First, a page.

And isn’t that the point? Museum archaeological archives are a living resource not just a bunch of dusty boxes full of spent objects that have already revealed their all.The importance of these archives is that they can and should be used over and over again, especially as new sites and new techniques reveal more and more pieces of the jigsaw. Perhaps equally importantly they can be used for very different purposes by very different people.
At the moment we are well into dissertation season – by that I mean many students are looking for suitable material to study, and of course the archives we look after should be the open book they’re looking to for inspiration. Although many collections are well-documented, and some available in digital format online, you can’t beat looking at the real thing: you simply can’t turn a digital record image over to look at that particular feature, mark, etc. that will add value to a proper study. Similarly you can’t underestimate the genuine need to be able to make comparisons between several groups of objects at the same time. Museums, their stores and their curators, many of whom have acquired a vast working knowledge of the content of hundreds of archives, are a far better bet for helping to reveal connections between sites and objects than using an online search engine. One of my biggest frustrations is that whilst there is so much potential for inspiration and learning there are not enough hours in the day to take advantage of it all and the numbers of specialist curators with the skills and vision to unlock this potential are dwindling.
On the positive side, the range of enquiries I receive is enormous: in recent weeks I have been visited by researchers wanting to look at Palaeolithic material from Hampshire and photographic surveys of a Bristol dry dock made by a local unit in the 1990s. I have been asked to verify that we still hold material recorded on a local HER and to shed light on its documented provenance. Post doctoral researchers have enquired about collections of human remains relevant to an AHRC grant application and I have given advice on how to demonstrate impact without creating an exhibition. We have also had members of a local community history project jumping for joy because they felt so privileged to be able to take photographs of real objects found in their locality to post on their website.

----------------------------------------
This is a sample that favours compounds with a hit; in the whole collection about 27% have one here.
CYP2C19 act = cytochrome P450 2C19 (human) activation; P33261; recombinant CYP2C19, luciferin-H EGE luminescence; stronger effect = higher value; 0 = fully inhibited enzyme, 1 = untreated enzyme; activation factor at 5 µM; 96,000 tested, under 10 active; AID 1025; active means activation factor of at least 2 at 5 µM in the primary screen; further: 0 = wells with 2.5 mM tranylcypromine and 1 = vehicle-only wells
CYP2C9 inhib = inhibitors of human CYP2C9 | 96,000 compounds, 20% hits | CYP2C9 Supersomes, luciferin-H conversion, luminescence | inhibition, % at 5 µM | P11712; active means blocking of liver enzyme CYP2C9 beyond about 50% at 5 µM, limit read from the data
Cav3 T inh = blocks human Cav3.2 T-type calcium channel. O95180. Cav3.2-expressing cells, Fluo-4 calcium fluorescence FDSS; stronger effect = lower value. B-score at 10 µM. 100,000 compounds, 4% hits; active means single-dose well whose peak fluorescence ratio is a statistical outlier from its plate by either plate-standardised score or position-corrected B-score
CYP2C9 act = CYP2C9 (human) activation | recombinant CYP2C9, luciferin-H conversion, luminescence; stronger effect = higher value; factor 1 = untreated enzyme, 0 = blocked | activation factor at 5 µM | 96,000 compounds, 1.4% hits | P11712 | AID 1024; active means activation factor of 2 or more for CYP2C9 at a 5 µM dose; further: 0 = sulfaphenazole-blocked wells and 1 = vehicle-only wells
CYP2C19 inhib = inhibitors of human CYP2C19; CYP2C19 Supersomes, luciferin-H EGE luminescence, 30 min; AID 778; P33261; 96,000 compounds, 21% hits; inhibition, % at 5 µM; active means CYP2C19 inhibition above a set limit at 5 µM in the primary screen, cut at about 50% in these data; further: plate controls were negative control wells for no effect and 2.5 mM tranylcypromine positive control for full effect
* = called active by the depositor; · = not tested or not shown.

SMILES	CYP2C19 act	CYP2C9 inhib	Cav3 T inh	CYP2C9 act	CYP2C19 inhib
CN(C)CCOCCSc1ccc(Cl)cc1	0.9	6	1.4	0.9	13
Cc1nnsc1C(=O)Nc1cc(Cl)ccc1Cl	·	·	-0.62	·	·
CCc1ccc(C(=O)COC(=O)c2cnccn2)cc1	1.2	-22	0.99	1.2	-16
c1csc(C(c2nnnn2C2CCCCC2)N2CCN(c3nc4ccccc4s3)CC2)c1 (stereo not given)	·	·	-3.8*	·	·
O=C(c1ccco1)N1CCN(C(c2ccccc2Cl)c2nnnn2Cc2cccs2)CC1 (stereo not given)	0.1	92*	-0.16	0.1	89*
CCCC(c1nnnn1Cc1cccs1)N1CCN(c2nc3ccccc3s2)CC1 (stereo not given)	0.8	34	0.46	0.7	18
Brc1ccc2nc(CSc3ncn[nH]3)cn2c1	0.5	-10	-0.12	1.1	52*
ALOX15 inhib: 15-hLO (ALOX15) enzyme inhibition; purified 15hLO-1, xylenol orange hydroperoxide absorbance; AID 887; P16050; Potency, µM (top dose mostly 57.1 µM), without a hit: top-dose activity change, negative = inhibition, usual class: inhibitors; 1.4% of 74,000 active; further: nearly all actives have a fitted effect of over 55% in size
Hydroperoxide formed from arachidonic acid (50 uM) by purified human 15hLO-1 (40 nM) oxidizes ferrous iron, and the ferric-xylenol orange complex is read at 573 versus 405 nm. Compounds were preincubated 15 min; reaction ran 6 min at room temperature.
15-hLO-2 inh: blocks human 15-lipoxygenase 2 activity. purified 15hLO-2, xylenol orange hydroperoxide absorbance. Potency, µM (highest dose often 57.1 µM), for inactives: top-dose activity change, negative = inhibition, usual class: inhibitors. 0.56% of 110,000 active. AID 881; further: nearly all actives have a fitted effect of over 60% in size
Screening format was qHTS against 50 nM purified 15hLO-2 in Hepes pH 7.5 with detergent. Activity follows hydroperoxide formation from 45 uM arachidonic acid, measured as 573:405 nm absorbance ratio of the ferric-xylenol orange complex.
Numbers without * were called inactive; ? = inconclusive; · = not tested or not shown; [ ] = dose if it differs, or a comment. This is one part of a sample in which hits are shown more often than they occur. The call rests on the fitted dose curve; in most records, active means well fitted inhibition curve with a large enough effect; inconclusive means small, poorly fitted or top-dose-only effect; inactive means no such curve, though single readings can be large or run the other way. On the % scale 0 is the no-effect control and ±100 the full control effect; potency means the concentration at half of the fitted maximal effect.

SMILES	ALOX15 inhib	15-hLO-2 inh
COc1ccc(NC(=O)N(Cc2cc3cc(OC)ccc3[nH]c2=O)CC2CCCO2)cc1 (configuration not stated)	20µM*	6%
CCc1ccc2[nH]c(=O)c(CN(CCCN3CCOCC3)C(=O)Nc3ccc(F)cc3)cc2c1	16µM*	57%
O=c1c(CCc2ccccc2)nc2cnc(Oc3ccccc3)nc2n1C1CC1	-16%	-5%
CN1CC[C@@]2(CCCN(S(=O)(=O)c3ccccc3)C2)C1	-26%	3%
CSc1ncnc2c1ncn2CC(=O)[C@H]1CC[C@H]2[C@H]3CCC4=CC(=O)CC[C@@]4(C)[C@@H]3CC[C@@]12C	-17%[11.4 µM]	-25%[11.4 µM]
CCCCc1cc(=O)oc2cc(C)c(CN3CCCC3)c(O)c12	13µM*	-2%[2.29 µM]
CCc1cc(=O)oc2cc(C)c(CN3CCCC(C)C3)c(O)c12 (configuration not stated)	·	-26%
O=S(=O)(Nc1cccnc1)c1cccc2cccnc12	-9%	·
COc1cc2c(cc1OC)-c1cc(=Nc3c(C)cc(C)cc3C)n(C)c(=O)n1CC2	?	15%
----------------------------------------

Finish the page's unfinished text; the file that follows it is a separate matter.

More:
Unfortunately on the negative side I am very well aware of just how many of these archives are at threat of having no final resting place, with no specialist care and consequently with precious little guaranteed public access. As Chair of the Society for Museum Archaeology I am frequently being asked to write letters of concern regarding the continued long term care of archives because of museum closures or staff cuts as the result of austerity measures. In fact I was asked to do that for yet another museum today. What can we do stop this? It is my very firm belief that we will only be able to do this by acting together as one profession because to be honest that is the only way we will get our voices heard. We need to play to our strengths – if we truly believe that our raison d’etre is to inspire others with the collections we acquire, study and care for, we need to use them more effectively to inspire the policy makers who hold the purse strings and to make them understand why they are so important to so many people. As archaeologists we need to find the locally relevant agendas, make ourselves aware of appropriate wider local and national issues and arm ourselves with fighting facts and figures. We need to show that #WeAreAllArchaeologists and most of all how vital it is that we continue to be a source of inspiration and learning by providing archaeology for all.
Follow the Society for Museum Archaeology on Twitter @socmusarch and visit the website at www.socmusarch.org.uk for membership details and to find out more about the work that it does.
One of our most recent projects is looking into historic cave use around Llandudno in North Wales this is to help CADW, the Welsh historic agency protect the caves with gating. While carrying out research into the caves around Bodafon farm a reference to this stone was found in a old local journal and having never heard of it or seen it before the church kindly let me take images for 3D scanning and photography’s for the local museum.
We have a range of small building recordings and watching briefs on at the moment but one of most exciting on going sites is a large Neolithic settlement and later pit group identified through excavation in perpetrating for the building of a new school in Anglesey North Wales. We have already carried out 5 months of excavation over two stages. We have hundreds of samples from these features and have been processing them through floatation and sieving.
The excavation produced over a 1000 stone tools and 2000 shreds of pottery, through this intense sampling this umber is raising.